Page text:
Not all debt is created equal.
When evaluating your situation, consider two simple rules:
1. The product (or service) being purchased with credit needs to outlast the debt.
2. The outstanding loan balance should never exceed the value of whatever is being financed.
Let's try these rules on some typical examples.
Generally, a home purchase meets these benchmarks. We expect the home to maintain its value, and even appreciate over the life of the loan.
A car loan is a bit trickier. Keep in mind, a car starts to depreciate the minute you drive off the showroom floor. So, make a down payment and avoid those lengthy 48 to 60 month loans.
College funding is a legitimate use of credit. Education is an investment in your future. Just be careful not to over-estimate the return on your investment. A degree has a limited shelf life - without lifelong learning you will soon become obsolete. If your outstanding balance is not dropping fast enough you may find yourself "underwater" on a student loan.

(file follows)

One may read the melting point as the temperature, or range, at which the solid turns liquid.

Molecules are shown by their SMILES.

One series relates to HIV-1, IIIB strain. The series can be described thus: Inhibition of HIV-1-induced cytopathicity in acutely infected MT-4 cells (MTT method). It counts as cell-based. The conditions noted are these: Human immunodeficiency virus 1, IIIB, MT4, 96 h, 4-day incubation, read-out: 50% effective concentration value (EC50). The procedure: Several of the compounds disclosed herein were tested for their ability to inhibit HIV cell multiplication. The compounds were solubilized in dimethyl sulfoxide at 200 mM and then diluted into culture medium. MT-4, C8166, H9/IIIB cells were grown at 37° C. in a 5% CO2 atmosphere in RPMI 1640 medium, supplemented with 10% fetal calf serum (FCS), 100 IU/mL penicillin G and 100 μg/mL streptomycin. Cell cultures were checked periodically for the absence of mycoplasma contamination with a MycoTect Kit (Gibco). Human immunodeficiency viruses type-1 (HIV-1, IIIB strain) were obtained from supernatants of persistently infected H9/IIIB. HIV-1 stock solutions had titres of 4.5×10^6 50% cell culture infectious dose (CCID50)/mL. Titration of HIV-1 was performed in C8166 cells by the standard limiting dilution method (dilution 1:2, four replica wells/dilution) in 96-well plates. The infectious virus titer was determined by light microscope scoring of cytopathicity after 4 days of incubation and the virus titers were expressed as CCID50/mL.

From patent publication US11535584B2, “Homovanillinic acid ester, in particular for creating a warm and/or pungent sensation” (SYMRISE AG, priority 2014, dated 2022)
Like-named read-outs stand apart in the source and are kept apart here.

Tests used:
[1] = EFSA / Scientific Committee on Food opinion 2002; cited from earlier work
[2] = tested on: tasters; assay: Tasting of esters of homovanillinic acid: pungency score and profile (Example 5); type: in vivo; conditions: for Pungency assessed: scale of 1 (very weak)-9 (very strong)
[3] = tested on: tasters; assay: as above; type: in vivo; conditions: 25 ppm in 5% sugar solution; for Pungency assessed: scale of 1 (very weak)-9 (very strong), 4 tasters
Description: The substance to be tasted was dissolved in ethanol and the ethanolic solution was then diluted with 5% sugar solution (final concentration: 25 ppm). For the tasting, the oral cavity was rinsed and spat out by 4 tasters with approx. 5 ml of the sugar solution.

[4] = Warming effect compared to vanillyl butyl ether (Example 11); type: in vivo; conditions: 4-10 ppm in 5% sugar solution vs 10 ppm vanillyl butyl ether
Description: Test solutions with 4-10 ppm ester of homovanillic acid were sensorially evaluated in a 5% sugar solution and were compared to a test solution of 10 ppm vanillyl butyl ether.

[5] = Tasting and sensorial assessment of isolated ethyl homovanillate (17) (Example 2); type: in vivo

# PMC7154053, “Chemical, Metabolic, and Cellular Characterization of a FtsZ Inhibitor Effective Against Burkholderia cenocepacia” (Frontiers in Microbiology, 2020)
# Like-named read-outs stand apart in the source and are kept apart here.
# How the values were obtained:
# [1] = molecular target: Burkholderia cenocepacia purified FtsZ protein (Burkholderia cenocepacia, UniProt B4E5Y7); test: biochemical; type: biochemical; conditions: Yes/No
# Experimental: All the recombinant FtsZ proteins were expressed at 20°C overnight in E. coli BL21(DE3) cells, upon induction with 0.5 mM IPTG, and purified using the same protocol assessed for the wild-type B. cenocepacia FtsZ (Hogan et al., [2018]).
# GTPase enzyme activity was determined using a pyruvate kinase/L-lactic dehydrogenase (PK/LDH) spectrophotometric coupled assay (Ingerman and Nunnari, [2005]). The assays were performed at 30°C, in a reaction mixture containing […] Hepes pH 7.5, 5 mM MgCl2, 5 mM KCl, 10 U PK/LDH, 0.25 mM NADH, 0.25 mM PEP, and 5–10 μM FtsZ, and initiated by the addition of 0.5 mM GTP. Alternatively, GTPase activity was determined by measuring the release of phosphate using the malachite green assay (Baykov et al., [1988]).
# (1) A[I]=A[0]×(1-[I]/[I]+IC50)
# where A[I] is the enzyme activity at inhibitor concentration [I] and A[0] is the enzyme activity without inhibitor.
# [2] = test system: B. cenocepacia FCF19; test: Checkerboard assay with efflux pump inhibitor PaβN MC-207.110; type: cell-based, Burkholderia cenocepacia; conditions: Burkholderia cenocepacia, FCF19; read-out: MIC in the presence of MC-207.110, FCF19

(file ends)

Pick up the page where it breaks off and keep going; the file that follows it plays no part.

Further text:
This brings us to another type of credit, which is almost never a good idea. We use credit cards to buy goods and services every day. Many of these purchases are consumed at the time of sale or shortly thereafter. When that monthly statement arrives, apply the above rules. Very simply, if you've already used it, or couldn't sell it for full price, then it should be PAID in FULL.